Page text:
It’s always good and appropriate to see Lithuania making basketball news. A country that lives and breathes this sport – whether its teams win or lose – deserves its fair share of good news. Both inside and outside its borders, Lithuania has been getting good news these days.
The last and newest, but certainly not the least, good news out of Lithuania came earlier this week, when the one and only Sarunas Jasikevius joined struggling Lietuvos Rytas, the team he started his pro career with in 1998. Like some kind of Lithuanian leprechaun, Saras arrived one day and L. Rytas won the next, its first victory of the season, even though he didn’t play until late in the game.
When a player makes a mistake – turns the ball over or misses an open shot – fans usually show their displeasure. But two types of players get away with it – legends and youngsters. The first group has earned the right to make mistakes and be forgiven. The kids get a green light to choose wrong. Starting this week, Lietuvos Rytas has both types, and the combination between the two should be very interesting to follow.
In-the-game.org – ‘Euroleague Week #5 – a step too quick’
Saras is back. Long live Saras. Sarunas Jasikevicius had 0 points, 0/2FG, 1 assist, 1 turnover and a +/- of -6 in 5,9 minutes of play, but boy were his teammates fired up by his presence! Clearly, Cibona was a welcome guest on this historical occasion, Saras’ return to Lithuania, but Rytas’ collective effort couldn’t be missed. This team will surely make another push for Top16, but they have to get Cholet out of the way, who unexpectedly ended Fenerbahce’s unbeaten start to the season behind Sammy Mejia‘s 29 points (only 2 of his 10 field goals were assisted) and a collective effort.
Week 5’s second-best performances came from Lietuvos Rytas rising star Jonas Valanciunas and Maccabi Electra swingman Chuck Eidson. Valanciunas scored 15 points on near-perfect shooting, grabbed 9 rebounds and swatted 2 shots for a 26 index rating to help L. Rytas nail its first win of the season, 90-62 over Cibona. Eidson’s index rating of 26 came with 20 points, 4 rebounds, 3 assists and 5 steals as Maccabi smacked Asseco Prokom 99-58. Eidson, who had been the Week 1 MVP, now leads the competition with an average index rating of 18.6.
4. Jonas Valanciunas, PF-C, Lithuania Lietuvos Rytas, 6-11, 230 pounds – Scout’s take: “Very long and can go to the glass on both ends. Can score in transition; plays above the rim. Nice hands. Still needs to work on strength against bigger players in the post. Playing big minutes in Europe against men.”
5. Donatas Motiejunas, PF-C, Italy Benetton Treviso, 7-0, 215 pounds – Scout’s take: “Long left-hander who can go to the post and score. Inconsistent, but can play above the rim. Like his skill set. Needs to get stronger. Could be special in time. Game more suited for NBA than Europe with his quickness.”
The 2011 NBA All-Star Ballot was unveiled today during a special tip-off event in Los Angeles, the Official Host City of NBA All-Star 2011. Named on the ballot are Toronto Raptors centre Andrea Bargnani, guard DeMar DeRozan and forward Linas Kleiza.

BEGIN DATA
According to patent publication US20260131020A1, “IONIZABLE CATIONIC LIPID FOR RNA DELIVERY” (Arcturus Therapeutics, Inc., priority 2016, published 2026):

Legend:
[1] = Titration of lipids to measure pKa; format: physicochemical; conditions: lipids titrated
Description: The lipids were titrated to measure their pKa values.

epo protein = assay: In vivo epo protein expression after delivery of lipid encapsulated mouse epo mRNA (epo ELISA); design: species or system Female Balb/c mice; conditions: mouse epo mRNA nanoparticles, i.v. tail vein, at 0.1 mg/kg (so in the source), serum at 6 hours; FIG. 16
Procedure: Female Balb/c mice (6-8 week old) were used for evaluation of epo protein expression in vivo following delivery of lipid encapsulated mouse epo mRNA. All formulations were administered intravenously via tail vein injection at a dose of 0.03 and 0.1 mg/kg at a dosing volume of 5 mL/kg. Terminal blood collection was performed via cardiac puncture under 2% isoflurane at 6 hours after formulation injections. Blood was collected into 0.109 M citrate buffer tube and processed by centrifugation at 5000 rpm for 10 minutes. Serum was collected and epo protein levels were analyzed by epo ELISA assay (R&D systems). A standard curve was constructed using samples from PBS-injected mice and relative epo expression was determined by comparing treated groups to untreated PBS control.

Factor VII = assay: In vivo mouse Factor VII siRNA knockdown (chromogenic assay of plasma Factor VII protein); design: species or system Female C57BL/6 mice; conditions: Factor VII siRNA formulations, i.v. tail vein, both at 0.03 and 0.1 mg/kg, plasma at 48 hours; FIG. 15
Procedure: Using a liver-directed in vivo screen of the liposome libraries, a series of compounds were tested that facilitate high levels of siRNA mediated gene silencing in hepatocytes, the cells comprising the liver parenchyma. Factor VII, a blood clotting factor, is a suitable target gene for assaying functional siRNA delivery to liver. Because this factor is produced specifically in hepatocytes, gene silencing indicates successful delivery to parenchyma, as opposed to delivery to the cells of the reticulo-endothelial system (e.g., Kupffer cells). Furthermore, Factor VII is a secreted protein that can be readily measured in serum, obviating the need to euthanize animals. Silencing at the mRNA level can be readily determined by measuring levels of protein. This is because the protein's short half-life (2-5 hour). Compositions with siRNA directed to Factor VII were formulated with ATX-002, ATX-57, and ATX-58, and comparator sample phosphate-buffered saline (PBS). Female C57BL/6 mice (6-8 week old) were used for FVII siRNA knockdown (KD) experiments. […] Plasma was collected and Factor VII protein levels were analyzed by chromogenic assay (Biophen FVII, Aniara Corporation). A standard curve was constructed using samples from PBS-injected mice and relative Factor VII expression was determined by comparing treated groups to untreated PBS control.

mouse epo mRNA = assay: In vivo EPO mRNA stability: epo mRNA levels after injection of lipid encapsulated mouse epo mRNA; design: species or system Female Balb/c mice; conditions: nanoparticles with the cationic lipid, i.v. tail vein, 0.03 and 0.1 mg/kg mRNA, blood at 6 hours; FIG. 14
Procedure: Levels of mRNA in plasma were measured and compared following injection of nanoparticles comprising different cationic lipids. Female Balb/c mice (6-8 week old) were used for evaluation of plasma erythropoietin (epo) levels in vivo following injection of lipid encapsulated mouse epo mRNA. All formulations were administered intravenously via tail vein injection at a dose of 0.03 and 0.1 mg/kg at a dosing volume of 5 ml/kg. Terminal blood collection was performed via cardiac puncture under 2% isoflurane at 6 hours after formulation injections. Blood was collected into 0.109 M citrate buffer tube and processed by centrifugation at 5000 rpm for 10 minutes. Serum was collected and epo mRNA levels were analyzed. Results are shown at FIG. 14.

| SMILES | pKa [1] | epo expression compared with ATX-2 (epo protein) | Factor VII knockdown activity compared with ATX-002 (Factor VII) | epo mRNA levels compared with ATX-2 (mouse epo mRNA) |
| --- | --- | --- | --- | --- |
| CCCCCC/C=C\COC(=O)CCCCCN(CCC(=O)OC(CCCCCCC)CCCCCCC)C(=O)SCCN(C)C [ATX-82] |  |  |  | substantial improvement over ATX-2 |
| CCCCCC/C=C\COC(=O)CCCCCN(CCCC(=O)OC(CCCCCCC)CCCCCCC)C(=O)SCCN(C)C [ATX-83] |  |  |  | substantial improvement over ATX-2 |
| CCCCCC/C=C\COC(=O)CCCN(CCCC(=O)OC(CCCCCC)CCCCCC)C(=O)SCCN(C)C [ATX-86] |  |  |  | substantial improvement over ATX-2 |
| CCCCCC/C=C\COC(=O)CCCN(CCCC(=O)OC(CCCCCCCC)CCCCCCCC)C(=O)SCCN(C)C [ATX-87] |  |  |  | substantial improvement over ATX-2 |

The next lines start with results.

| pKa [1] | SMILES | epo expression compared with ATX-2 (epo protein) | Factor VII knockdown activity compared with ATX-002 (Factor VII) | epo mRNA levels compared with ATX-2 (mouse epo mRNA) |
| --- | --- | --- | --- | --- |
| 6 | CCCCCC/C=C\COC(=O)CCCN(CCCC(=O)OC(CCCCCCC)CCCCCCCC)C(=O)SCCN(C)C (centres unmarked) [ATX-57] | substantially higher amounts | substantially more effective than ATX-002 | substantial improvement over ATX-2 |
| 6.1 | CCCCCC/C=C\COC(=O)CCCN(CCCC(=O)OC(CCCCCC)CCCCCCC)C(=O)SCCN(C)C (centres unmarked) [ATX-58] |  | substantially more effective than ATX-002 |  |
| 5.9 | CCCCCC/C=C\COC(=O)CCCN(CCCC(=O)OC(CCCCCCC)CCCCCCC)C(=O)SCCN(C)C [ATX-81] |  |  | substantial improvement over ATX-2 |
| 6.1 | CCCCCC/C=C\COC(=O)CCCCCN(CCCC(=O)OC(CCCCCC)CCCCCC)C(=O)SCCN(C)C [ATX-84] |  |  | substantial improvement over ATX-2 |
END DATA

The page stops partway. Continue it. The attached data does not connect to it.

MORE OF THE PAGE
Easily the most vocal part of the 12,164 announced crowd at the Wells Fargo Center in Philadelphia were the 75 or so green and gold-clad Lithuanians cheering on Linas Kleiza from about 25 rows up behind the Raptors bench. Kleiza said it was impossible not to hear them. ‘We have the best fans in the world,’ Kleiza said of the flag-waving, Kleiza-chanting Lithuanians. And Kleiza wasn’t even aware there was such a big Lithuanian community in Philly. ‘I know we have a lot bigger community in Chicago, but that was great,’ Kleiza said.
Zydrunas Ilgauskas also was there. You can’t like sports and not love Z. You can’t be from Cleveland and not love him. The Cavs drafted him in 1996, a seven-foot-three Lithuanian with a sweet jumpshot and a puss straight outta Pixar. The bones in both feet started cracking early in his NBA career; he was sidelined for three entire seasons. Z had a $70 million contract — he could’ve limped away and retired a wealthy young man.
But Z loved the game and Cleveland, too — not so different a town from Kaunas, his home — and he’s a man of dignity, honor, and integrity; “loyalty” is more than a tattooed lie to Ilgauskas. He suffered through multiple surgeries on each foot, rehabbed even after everyone had written him off, and finished his career in Cleveland as the most beloved of Cavs.
Saturday’s insertion of Zydrunas Ilgauskas into the starting lineup provided that space, with the veteran center opening the court for LeBron James and Dwyane Wade with the threat of his silky midrange shot.
In shooting 6 of 7 for 12 points in Saturday’s 109-100 victory over the Toronto Raptors, Ilgauskas not only improved his shooting percentage to a career-best .627 but also scored eight more points than previous starting center Joel Anthony had scored in any game this season.
As for Omar? After an encouraging stint with the Dallas Mavericks in the NBA summer league, Samhan signed a contract with Zalgiris Kaunus, a club in Lithuania. There’s a decent chance Samhan gets a few more NBA looks — he definitely made an impression on a handful of GMs this summer — but for now, he’s getting paid to play hoops in Eastern Europe. There are worse fates. (And let’s hope Omar has been brushing up on his Lithuanian, so he can be the funniest basketball player on two continents, and not just one.)